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Tag: World War II

The Real Monuments Men

Nestled within the Italian Alps, in the small village of San Leonardo, behind the doors of an abandoned jail cell, sat some of the world’s most cherished pieces of art. Together with a nearby repository in Campo Tures, it was estimated that the hidden artwork was worth about 500 million dollars. That was in 1945. […]

Images of the Week: Select Lists

This week I’ve decided to highlight some of the images selected by staff, mostly in the 1970s and as late as the 1990s, to be part of hard copy leaflets on popular subjects.  For a number of years, these select audiovisual lists could be ordered as complete slide sets by researchers.  In the 1990s, the […]

The Preservation and Restoration of John Huston’s “Let There Be Light”

Today’s post is by Criss Kovac. Criss is the supervisor of the National Archives’ Motion Picture Preservation Lab. In honor of Veterans Day, we are proud to share the National Archives’ digital restoration of John Huston’s Let There Be Light, the groundbreaking film about the treatment for Post Traumatic Stress Disorder (PTSD) of soldiers returning […]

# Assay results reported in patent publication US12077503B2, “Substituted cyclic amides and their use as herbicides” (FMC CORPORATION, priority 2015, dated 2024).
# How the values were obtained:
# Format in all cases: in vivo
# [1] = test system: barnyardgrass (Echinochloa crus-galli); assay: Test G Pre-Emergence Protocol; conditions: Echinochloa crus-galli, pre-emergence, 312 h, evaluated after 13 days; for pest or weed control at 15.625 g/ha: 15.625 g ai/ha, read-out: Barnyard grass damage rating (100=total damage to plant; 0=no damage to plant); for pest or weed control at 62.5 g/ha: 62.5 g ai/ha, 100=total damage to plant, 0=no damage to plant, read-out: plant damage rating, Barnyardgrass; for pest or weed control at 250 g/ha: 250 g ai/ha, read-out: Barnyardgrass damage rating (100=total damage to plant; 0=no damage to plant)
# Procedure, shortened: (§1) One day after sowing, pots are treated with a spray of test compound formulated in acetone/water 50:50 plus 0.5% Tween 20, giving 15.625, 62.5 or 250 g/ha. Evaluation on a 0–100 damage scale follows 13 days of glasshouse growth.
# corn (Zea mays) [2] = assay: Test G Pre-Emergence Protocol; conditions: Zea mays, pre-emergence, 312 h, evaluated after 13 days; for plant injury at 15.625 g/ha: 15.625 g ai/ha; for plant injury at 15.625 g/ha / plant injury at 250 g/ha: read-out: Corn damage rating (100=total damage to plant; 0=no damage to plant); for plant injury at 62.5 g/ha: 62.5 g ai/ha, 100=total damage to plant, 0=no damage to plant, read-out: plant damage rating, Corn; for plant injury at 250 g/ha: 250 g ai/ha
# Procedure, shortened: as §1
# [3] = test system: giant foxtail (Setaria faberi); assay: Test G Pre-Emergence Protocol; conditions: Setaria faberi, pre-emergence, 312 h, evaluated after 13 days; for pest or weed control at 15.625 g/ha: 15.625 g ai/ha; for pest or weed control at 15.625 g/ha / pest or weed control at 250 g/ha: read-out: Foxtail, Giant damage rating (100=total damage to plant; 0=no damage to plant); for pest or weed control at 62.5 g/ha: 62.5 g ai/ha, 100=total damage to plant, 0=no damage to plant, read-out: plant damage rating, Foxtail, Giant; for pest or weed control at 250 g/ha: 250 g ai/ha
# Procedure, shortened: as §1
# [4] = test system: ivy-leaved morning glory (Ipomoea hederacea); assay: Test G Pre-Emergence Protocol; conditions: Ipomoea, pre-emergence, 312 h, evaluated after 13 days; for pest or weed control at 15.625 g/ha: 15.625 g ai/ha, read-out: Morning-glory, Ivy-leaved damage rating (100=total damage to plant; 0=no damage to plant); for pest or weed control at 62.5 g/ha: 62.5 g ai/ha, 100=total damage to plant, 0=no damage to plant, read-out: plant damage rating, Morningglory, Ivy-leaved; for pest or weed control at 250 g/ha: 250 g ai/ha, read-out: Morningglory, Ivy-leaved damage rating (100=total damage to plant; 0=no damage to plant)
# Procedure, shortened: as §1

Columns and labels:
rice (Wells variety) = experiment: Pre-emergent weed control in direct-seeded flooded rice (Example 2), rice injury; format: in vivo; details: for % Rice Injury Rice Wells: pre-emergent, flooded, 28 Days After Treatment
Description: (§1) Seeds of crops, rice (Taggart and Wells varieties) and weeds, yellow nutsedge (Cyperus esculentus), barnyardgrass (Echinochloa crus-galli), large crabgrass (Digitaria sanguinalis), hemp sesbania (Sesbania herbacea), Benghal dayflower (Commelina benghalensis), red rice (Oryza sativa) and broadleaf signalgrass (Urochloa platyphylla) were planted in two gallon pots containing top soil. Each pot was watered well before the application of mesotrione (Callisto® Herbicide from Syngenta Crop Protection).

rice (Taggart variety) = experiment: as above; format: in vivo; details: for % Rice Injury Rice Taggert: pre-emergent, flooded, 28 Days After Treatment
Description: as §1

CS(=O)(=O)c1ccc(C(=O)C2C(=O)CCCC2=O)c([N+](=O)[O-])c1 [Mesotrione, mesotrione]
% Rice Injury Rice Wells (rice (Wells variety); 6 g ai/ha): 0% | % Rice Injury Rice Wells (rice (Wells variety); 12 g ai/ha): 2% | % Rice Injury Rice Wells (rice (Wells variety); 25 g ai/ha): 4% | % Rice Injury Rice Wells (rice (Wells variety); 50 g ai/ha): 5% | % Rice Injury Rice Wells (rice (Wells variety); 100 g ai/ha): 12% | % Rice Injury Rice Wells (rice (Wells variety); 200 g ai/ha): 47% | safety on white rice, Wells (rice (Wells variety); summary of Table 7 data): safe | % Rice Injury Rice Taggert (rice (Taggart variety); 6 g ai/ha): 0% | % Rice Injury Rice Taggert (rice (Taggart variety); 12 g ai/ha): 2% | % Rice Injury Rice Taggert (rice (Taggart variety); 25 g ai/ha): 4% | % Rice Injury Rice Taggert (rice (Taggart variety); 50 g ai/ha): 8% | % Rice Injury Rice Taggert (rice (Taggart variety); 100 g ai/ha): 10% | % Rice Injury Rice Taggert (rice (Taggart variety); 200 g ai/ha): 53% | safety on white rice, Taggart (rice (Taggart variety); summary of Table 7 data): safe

A WWII Training Film in Action: Recognition of the Japanese Zero Fighter

As a follow-up to last week’s post on the Army Air Force’s First Motion Picture Unit (FMPU), this week I am focusing on a title that is arguably the most significant training film produced by the unit. Considered as a federal record, Recognition of the Japanese Zero Fighter (1943) is an important historical document of the training […]

The U.S. Military Goes Hollywood: Behind the Scenes with the First Motion Picture Unit

I have to admit, I didn’t know about the U.S. Army Air Forces First Motion Picture Unit until 2007, when the Motion Picture Preservation Lab was tasked with making theater prints for a special program at the Pacific Film Archive. I may not have heard of the unit, but I certainly recognized its stars: “Hey, […]

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